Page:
The Australian Asphalt Pavement Association (AAPA) has succeeded to harmonising key test methods used for asphalt process control and product acceptance across the country. For historical reasons, a range of local test methods exist used in different parts of the country. Although the differences between procedures in test methods are usually modest, they do impact test results and introduce uncertainty when comparing results between test methods.
Based on information from the AAPA National Proficiency Testing Scheme, and in close consultation with industry and road agencies, preferred national test methods were identified.
By eliminating local and less used methods, the industry can focus its efforts on the continual improvement of a much-reduced number of selected national test methods. Improvement of test accuracy, precision and reproducibility is of critical importance for the robustness of process control, product acceptance and pavement design. Other benefits of harmonisation include:
• Increased confidence in test methods
• Increased ease of knowledge sharing and technology transfer between jurisdictions and fields of practice (e.g. airports and roads)
• Streamlined testing process, less duplication in test equipment
• Lower test accreditation burden and transferability of materials testers across jurisdictions
• Increased transparency of differences between specifications
• Facilitate the gradual harmonisation of asphalt delivery across Australia
“AAPA members are committed to the continual improvement of the products delivered by our industry,” said Dr Erik Denneman, the Director of Technology and Leadership at the AAPA.
“As part of this drive, AAPA encourages stakeholders to coordinate their efforts and converge on a harmonised framework for the delivery of asphalt and sprayed seals in Australia.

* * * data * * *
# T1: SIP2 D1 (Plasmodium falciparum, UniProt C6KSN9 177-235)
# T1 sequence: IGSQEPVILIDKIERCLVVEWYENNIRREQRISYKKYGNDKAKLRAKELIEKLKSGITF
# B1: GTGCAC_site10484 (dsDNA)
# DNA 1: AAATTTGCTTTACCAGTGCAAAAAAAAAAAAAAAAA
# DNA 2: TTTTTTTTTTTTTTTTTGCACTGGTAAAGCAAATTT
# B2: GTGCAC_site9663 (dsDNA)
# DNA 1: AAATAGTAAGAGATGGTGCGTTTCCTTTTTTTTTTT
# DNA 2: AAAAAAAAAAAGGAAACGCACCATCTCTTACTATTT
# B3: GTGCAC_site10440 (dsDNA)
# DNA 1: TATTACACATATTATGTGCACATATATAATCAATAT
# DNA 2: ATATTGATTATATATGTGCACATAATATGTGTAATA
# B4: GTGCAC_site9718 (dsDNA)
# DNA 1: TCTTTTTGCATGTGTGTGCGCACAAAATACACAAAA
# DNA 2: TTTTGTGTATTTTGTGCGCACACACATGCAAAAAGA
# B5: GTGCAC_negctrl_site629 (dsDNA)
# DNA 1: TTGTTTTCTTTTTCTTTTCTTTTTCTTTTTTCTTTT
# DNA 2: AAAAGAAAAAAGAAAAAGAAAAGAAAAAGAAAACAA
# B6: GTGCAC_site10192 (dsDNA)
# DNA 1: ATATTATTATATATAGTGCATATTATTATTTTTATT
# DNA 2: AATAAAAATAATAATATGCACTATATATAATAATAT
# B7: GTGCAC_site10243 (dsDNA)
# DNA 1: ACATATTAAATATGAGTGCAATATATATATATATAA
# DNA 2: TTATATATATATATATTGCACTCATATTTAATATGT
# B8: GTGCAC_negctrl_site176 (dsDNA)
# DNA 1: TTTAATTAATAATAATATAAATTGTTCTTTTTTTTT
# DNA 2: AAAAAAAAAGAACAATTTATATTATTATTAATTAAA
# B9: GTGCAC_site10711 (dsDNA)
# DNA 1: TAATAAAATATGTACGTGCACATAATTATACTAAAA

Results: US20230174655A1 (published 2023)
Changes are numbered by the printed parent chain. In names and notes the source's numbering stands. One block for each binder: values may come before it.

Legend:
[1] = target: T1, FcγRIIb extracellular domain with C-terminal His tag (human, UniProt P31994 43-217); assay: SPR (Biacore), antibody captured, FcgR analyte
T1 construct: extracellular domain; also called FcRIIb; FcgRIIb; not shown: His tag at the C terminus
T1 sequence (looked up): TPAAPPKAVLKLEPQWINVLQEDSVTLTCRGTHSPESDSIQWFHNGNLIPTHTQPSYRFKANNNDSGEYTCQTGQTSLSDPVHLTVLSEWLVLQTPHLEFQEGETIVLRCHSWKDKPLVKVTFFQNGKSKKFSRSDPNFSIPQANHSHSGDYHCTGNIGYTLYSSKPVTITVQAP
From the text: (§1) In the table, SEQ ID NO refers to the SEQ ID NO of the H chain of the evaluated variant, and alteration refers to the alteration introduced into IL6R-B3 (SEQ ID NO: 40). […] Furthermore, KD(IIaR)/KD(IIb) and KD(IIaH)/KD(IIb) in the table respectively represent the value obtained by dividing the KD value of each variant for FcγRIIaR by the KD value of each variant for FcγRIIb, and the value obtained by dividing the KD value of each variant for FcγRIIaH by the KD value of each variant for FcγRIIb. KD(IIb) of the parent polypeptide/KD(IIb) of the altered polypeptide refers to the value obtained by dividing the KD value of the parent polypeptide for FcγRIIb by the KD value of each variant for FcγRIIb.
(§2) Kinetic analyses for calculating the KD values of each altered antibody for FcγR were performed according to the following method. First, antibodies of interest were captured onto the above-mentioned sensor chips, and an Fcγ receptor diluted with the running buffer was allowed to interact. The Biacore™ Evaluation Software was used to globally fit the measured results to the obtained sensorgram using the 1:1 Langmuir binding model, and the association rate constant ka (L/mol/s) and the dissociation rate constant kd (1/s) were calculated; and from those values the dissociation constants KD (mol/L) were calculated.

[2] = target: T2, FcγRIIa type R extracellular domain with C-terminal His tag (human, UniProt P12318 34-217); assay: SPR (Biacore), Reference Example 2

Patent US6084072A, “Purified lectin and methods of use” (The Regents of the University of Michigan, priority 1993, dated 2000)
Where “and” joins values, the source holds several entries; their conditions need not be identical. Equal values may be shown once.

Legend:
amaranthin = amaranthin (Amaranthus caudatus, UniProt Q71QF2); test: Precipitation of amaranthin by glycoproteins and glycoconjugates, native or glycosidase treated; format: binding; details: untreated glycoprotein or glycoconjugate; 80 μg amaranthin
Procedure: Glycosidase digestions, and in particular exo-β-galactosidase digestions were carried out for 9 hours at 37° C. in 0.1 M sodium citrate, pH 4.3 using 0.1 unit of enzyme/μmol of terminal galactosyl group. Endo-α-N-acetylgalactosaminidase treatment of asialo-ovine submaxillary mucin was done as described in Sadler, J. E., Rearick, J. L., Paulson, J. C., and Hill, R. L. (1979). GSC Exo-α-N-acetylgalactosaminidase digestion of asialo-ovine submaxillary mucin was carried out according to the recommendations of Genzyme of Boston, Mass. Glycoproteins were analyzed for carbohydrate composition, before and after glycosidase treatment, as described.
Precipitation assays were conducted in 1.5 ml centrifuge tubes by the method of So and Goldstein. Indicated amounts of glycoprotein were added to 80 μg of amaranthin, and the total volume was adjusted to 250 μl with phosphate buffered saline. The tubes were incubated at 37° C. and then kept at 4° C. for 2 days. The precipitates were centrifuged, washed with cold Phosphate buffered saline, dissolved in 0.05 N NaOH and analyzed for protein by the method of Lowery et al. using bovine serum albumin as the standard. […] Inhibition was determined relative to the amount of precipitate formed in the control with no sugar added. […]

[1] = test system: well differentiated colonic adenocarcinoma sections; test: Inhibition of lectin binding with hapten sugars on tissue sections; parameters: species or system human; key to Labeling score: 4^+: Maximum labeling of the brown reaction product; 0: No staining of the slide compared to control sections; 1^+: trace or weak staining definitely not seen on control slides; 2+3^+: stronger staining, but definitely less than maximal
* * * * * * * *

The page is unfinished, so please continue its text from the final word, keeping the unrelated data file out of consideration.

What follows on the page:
“A prerequisite for achieving this goal is ensuring that test results and performance properties can be meaningfully compared between jurisdictions and product specifications.
“Clear direction for change is evident from the results of the AAPA 2017 National Proficiency Testing Round. Laboratories from all states and territories where part if this initiative. The proficiency testing round included various routine asphalt and aggregate tests. The results indicated that a single dominant national test method already exists for most tests. A large majority of results – about 80 per cent – were reported against a single test method, while the remainder was reported against a range of alternative test methods. The results for maximum density testing are provided in the table below as an example. For this test a total of 97 results were submitted, 75 of those tests were performed in accordance with AS/NZS2891.7.1, with a small number of tests performed using other test methods. A similar distribution in the use of test methods can be observed for most other tests.”
AAPA has written to asphalt specifiers to request that all references to test methods in specifications are checked against this list. State Road agencies have stated their support for the harmonisation of these test methods.